August 30, 2017
For the final instalment in our Coastlines Inspirations series, we head to Denge in Kent to learn more about Acoustic Mirrors – concrete structures that both concentrate and reflect soundwaves. These passive devices, with their bold forms and commanding, geometric profiles, helped to inspire our latest Coastlines collections with their rawness and innovative use of material properties.
Before radar, Acoustic Mirrors were used around the coastlines of Britain to detect enemy aircrafts by reflecting the sounds of their engines and act as warning signals. Denge is home to the most famous of these structures, dating back to before WWII.
Known as ‘the listening ears’, the spherical Acoustic Mirrors are made up of three large concrete forms. Built in the 20s and 30s, these reflectors highlight the experimental nature of the structures. One is a long curved wall, while the other two are dish-shaped, and microphones placed at the focus point can enable listeners to detect aircrafts over the Channel.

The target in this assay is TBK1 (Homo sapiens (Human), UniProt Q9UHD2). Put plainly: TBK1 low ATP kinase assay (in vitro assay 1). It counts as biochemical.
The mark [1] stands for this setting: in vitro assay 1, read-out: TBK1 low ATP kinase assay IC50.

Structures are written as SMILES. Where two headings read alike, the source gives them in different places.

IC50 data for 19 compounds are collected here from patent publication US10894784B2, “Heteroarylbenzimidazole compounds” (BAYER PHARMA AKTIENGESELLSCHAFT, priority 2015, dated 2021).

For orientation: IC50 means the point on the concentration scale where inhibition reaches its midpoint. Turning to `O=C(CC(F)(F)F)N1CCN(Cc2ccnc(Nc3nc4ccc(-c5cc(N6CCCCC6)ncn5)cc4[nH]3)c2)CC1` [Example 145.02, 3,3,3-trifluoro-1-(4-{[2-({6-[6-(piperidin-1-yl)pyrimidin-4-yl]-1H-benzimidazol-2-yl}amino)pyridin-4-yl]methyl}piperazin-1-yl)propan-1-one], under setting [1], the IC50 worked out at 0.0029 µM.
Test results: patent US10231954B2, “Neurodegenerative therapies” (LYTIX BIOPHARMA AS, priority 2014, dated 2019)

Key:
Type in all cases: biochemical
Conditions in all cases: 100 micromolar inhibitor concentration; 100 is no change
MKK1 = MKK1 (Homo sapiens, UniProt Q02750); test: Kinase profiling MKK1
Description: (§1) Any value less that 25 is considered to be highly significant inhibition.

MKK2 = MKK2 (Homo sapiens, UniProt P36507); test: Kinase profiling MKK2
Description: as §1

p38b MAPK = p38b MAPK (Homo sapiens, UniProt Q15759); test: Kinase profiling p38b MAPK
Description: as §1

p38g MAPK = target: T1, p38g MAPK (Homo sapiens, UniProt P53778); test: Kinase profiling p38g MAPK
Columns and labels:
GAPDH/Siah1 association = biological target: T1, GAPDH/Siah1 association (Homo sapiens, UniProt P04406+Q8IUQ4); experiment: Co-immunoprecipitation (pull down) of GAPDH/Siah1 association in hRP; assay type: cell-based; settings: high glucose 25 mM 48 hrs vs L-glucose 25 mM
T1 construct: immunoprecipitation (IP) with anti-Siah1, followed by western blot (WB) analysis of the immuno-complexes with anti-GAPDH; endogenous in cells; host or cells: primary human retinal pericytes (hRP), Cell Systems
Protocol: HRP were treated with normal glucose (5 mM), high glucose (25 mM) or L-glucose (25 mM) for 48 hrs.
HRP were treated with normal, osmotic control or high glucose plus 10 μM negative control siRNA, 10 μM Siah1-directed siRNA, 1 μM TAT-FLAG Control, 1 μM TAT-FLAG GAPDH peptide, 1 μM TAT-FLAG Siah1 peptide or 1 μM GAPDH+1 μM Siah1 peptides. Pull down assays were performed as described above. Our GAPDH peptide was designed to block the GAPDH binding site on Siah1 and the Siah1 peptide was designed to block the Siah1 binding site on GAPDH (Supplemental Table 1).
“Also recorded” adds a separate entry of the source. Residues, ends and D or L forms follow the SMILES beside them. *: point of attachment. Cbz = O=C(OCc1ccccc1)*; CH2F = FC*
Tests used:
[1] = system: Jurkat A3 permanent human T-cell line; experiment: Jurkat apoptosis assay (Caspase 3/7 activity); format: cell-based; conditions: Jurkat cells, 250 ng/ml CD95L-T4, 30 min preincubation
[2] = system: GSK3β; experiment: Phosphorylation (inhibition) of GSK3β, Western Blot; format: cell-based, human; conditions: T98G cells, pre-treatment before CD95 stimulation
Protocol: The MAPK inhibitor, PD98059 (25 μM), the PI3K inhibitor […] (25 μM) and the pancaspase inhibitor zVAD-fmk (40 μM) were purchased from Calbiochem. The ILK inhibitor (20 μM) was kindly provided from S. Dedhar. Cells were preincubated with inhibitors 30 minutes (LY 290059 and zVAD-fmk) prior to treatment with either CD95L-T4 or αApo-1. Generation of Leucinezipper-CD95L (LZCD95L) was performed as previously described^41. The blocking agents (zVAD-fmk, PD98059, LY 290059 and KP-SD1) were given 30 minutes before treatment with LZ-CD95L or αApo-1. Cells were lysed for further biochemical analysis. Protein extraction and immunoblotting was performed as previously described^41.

Although the Acoustic Mirrors had limited effectiveness and were impacted by the increasing speeds of aircrafts, the experiments were given to the pioneering radar teams and examples are still used in science museums today to demonstrate the focusing of sound.
During the design process for our Coastlines collections, the team at Alice Made This spent time studying the materials and forms that make up Britain’s coast. We have been inspired by the textures, geometry and processes that impact our coastlines, combining both its man-made and natural elements to offer you precise, refined collections with a raw yet refined aesthetic.